In what The New York Times labeled the biggest security breach in the history of the atomic complex, the trio broke into the Y-12 National Security Complex on July 28, 2012 and defaced a uranium processing plant.

The Y-12 facility has been in operation since 1943 as part of the Manhattan Project, and today is responsible for both the production and maintenance of all uranium parts for the entire US nuclear weapons arsenal. Over the years, the facility has also been the target of nonviolent anti-nuclear protests.

Now, a jury in Tennessee has charged the three protesters with sabotaging the plant, with a second charge of damaging federal property.

Defense attorneys for the three activists – Sister Megan Rice, 57-year-old Greg Boertje-Obed and Michael Walli, 64 – maintained that the prosecution had overreached.

“The shortcomings in security at one of the most dangerous places on the planet have embarrassed a lot of people,” defense lawyer Francis Lloyd said.

“You’re looking at three scapegoats behind me,” he added

Defense attorneys also noted that, once the three refused to plead guilty to trespassing, which carries a maximum sentence of 10 years’ imprisonment, the prosecution introduced the charge of sabotage, which carries a maximum prison term of twenty years. They believed the higher charge should have been dismissed.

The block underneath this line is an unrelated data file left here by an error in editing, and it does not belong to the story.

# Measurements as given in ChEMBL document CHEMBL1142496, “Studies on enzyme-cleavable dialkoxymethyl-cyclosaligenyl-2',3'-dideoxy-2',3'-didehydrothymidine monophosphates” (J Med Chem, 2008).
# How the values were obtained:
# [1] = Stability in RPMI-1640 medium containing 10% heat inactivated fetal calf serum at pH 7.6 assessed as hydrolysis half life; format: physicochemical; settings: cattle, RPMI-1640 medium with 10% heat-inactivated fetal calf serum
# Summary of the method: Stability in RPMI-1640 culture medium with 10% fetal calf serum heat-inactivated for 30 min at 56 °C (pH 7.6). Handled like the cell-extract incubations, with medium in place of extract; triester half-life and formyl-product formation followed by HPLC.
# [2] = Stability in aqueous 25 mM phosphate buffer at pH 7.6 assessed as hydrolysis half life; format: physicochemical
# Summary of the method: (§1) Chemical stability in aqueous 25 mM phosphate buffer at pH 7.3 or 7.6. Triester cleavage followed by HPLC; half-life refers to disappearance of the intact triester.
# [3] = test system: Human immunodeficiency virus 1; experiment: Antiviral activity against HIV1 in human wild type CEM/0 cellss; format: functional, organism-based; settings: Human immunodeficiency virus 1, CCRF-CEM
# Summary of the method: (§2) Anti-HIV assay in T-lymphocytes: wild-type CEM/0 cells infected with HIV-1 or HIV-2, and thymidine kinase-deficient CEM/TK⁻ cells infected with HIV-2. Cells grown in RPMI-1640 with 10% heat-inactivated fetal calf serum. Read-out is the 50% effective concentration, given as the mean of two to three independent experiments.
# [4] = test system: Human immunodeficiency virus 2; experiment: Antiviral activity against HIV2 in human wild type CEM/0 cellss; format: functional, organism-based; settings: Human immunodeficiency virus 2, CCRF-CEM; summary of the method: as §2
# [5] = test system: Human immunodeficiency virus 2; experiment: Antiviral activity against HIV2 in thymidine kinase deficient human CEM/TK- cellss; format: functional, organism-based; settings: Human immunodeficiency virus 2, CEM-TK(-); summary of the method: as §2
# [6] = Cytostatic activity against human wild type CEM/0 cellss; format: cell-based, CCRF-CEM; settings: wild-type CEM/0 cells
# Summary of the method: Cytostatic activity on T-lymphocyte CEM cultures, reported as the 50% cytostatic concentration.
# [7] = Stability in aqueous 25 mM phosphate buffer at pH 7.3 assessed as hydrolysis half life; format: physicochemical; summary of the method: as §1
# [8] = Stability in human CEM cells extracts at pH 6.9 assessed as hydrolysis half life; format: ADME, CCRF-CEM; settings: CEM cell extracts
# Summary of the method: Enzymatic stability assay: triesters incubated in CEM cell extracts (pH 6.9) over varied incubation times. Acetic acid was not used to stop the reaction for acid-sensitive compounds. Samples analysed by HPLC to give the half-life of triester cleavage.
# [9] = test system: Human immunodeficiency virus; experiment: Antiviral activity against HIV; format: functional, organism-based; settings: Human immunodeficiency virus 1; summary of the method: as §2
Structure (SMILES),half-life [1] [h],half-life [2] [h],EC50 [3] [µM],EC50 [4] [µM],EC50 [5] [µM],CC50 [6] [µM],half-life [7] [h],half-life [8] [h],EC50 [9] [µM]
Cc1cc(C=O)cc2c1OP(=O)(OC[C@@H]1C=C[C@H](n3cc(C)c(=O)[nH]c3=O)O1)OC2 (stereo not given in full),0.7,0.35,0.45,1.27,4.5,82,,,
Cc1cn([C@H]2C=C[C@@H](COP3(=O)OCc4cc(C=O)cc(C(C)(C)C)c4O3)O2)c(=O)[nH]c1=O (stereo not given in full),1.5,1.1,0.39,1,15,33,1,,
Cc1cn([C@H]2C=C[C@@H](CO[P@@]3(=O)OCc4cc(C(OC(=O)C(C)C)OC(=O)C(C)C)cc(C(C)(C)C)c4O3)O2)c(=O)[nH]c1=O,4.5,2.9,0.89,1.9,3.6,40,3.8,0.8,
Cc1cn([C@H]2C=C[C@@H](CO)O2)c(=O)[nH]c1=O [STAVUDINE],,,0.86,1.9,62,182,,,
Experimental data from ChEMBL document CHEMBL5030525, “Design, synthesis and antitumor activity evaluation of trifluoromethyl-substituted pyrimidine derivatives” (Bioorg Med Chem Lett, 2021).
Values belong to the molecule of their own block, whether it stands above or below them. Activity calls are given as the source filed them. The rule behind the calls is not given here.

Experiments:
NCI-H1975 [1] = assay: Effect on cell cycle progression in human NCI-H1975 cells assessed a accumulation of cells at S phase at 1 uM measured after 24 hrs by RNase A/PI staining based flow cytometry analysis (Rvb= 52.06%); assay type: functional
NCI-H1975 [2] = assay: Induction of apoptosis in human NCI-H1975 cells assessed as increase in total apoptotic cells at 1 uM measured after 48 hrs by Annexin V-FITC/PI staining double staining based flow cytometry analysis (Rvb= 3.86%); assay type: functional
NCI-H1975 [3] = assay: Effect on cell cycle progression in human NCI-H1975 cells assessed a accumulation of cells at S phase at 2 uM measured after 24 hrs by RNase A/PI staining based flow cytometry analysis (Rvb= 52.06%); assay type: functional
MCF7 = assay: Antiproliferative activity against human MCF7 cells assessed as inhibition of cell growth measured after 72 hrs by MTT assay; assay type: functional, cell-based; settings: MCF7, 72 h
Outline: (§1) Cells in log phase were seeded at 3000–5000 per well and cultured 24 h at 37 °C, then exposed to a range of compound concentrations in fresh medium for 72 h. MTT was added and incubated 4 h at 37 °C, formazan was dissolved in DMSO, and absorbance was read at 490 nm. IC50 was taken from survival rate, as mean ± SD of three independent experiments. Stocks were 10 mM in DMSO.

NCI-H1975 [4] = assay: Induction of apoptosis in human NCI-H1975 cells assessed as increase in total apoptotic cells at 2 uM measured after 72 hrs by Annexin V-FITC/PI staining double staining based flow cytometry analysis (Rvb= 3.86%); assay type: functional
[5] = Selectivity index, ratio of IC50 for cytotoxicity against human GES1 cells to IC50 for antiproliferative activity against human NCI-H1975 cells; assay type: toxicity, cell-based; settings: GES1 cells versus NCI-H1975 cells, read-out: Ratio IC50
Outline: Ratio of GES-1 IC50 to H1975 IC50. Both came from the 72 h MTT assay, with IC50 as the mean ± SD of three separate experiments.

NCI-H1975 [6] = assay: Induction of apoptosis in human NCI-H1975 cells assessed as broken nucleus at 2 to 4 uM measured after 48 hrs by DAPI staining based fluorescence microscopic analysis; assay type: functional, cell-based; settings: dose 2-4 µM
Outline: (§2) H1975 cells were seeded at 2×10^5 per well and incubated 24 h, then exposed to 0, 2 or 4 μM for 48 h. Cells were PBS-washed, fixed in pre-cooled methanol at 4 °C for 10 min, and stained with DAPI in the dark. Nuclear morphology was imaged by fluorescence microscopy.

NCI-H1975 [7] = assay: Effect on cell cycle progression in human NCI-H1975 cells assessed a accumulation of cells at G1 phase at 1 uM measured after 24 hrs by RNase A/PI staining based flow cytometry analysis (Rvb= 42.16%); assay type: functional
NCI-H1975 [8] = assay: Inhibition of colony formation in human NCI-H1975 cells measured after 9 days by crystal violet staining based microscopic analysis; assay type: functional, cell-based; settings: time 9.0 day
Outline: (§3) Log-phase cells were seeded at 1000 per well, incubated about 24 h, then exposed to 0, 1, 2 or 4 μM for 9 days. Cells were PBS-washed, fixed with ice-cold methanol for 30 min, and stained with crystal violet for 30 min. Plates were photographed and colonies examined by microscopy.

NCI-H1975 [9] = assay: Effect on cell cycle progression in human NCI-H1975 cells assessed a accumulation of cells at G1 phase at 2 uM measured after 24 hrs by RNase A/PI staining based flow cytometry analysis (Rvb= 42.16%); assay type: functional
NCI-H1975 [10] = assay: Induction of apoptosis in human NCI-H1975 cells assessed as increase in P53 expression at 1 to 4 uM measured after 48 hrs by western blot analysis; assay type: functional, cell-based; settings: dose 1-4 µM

According to the Associated Press, which provided details of the court proceedings, the three activists have no remorse for their actions, and were pleased to have reached one of the most secure areas of the facility.

Prosecutor Jeff Theodore noted that the trio’s fate could have been far worse, as that area of the facility allowed guards to use deadly force.

“They’re lucky, and thank goodness they’re alive, because they went into the lethal zone,” said Theodore.

The three defendants spent two hours inside Y-12, during which time they hung banners, cut through security fences, strung crime-scene tape and sprayed “baby bottles full of human blood” on the exterior portion of the facility.

Boertje-Obed, who is a house painter from Duluth, Minnesota, explained why they sprayed the blood.

“The reason for the baby bottles was to represent that the blood of children is spilled by these weapons,” he said.

While inside the most secure portion of the facility, the three activists managed to hammer off what is described as a “small chunk” of the Highly Enriched Uranium Materials Facility.

During cross examination, Sister Rice stated that she wished she had not waited so long to stage a protest within the plant.

“My regret was I waited 70 years,” she said.”It is manufacturing which can only cause death.”

Prosecutors argued that the breach of security was serious, and caused the plant to shut down for two weeks as security staff were re-trained and defense contractors replaced.

Meanwhile, federal officials maintain that there was never any danger of the three activists reaching materials that could be detonated or used to construct an improvised bomb.

May 9, 2013 Posted by | Militarism, Solidarity and Activism, Timeless or most popular, War Crimes | , , , , , | 1 Comment